Objective: Over the past 2 decades, colleges and universities have seen a large increase in the number of students referred to the administration for alcohol policies violations. However, a substantial portion of mandated students may not require extensive treatment. Stepped care may maximize treatment efficiency and greatly reduce the demands on campus alcohol programs.
Method: Participants in the study (N = 598) were college students mandated to attend an alcohol program following a campus-based alcohol citation. All participants received Step 1: a 15-min brief advice session that included the provision of a booklet containing advice to reduce drinking. Participants were assessed 6 weeks after receiving the brief advice, and those who continued to exhibit risky alcohol use (n = 405) were randomized to Step 2, a 60- to 90-min brief motivational intervention (n = 211), or an assessment-only control (n = 194). Follow-up assessments were conducted 3, 6, and 9 months after Step 2.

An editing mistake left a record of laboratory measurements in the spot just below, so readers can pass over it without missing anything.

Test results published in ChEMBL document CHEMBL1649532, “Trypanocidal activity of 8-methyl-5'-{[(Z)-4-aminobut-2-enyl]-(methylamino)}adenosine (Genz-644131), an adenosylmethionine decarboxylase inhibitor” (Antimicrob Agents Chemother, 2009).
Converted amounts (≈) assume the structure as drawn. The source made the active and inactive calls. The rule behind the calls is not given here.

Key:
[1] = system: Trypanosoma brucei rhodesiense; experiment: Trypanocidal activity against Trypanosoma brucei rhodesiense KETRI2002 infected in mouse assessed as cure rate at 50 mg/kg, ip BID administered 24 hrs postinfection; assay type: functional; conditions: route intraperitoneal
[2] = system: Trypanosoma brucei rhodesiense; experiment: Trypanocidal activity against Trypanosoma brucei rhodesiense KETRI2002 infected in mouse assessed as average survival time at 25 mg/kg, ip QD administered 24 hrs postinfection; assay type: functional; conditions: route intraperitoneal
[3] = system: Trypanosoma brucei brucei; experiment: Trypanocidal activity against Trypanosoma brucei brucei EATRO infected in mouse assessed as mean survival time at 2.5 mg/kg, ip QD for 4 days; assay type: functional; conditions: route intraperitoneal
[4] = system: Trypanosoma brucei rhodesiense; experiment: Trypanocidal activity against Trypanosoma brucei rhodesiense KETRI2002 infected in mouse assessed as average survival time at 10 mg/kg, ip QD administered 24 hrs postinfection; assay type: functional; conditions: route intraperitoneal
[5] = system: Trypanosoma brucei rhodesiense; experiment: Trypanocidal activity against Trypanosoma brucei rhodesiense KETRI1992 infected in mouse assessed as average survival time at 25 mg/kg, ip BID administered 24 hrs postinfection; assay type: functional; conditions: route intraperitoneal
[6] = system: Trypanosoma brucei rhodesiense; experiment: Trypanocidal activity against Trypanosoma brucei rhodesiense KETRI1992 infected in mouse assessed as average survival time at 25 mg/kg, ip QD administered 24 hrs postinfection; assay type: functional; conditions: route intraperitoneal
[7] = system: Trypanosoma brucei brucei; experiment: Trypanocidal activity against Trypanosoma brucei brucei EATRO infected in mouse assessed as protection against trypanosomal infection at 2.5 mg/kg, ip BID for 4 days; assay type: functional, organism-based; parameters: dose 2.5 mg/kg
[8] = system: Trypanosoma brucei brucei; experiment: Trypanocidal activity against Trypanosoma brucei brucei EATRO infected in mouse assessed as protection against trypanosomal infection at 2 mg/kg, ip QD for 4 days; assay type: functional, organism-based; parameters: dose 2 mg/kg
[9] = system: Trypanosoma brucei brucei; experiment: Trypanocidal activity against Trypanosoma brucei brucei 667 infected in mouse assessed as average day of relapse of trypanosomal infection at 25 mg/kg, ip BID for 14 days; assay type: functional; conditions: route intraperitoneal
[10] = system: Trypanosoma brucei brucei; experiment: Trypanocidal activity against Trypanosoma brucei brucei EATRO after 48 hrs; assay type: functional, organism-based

Results: Results indicated that the participants who received a brief motivational intervention showed a significantly reduced number of alcohol-related problems compared to those who received assessment only, despite no significant group differences in alcohol use. In addition, low-risk drinkers (n = 102; who reported low alcohol use and related harms at 6-week follow-up and were not randomized to stepped care) showed a stable alcohol use pattern throughout the follow-up period, indicating they required no additional intervention.
Conclusion: Stepped care is an efficient and cost-effective method to reduce harms associated with alcohol use by mandated students.